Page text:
4 MIN READ
For several years, I have known Rabin as the man supplying cottage cheese to a shop in our neighbourhood. Rabin is from Nuwakot where, in the absence of substantial farmland, his family has relied for their survival on dairy production using the most rudimentary tools.
“Thanks to Khadka ji, I have been able to earn a modest but steady income,” Rabin tells me.
Khadka ji, the owner of a relatively large grocery store in my locality, seems obviously happy with Rabin’s supply of cottage cheese. But Rabin is not sure what the future holds.
“Based on whatever little news I’ve read, things look uncertain,” he tells me.
During the same conversation, Rabin is candid enough to admit that if the lockdown continues, his meagre savings won’t be enough to shield his family. It’s not that he hasn’t tried saving, he tells me. But with such a modest income, a majority of which gets spent on basic needs, there isn’t much left to save anyway. Over the course of the Covid19-induced lockdown, Khadka ji’s shop has been opening for a few hours everyday, but the supply of the Nuwakote paneer has been highly erratic.
In another section of my neighbourhood, Liyakat, a 20-something hawker, sells fruits. My family has been among Liyakat’s regular clients and we have been happy with his services. Although he once told me he was from Rautahat, a neighbour doctor repeatedly reminds me that he is, in fact, from across the border in India, as if this were a very important piece of information. I have never asked my educated neighbour where he got this information, but my sense is that he equates certain ethnicities with interlopers.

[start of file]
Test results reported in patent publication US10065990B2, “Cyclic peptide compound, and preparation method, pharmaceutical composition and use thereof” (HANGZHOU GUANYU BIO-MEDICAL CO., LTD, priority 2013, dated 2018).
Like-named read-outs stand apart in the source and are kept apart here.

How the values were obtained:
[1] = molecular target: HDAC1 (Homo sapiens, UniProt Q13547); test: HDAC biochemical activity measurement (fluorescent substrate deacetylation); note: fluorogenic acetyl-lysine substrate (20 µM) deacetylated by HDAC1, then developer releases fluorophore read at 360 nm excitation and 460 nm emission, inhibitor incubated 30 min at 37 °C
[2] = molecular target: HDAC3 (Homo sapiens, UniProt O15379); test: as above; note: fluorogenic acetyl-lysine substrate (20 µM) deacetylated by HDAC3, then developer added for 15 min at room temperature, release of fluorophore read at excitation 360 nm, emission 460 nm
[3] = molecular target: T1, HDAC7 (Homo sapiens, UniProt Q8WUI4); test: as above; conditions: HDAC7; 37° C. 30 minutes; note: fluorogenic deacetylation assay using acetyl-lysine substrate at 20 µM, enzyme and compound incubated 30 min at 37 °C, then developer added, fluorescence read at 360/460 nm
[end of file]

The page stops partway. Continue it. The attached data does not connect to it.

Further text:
Notwithstanding my neighbour’s suspicions about his origins, Liyakat’s life is characterised by ordeals that are strikingly similar to Rabin’s. His typical day begins at 4 am when he visits the Kalimati vegetable market on his bicycle to obtain fruits. Summer or winter, I have never seen him in anything but the same set of chappals. Even after spending the entire day trying to sell fruits, he barely manages to earn enough to send back to his village where his family depends on his income.
“Hawking is becoming increasingly unprofitable,” Liyakat tells me a few days before the lockdown took effect, when the streets were already empty and he was struggling to sell his fruits. “People prefer buying fruits from ‘malls’ nowadays.”
I imagine by ‘malls’ he means the supermarkets and departmental stores across Kathmandu that have begun to line their shelves with fruits and vegetables. Since the lockdown, I have not seen Liyakat. Was he among those who walked back home from Kathmandu on foot? Possibly.
There are many in Kathmandu whose lives are vastly different from those of both Rabin and Liyakat. A major apparel manufacturer who exports to Europe and who I spoke to as the lockdown began said he had suspended production temporarily. I wanted to ask him about his 200 plus workforce, but he cut the conversation short, saying that this is no time for business. The priority now is to save ourselves, according to him. But unlike those with savings and resources, many like his employees are faced with the dual challenge of protecting themselves from the virus while finding new ways to subsist.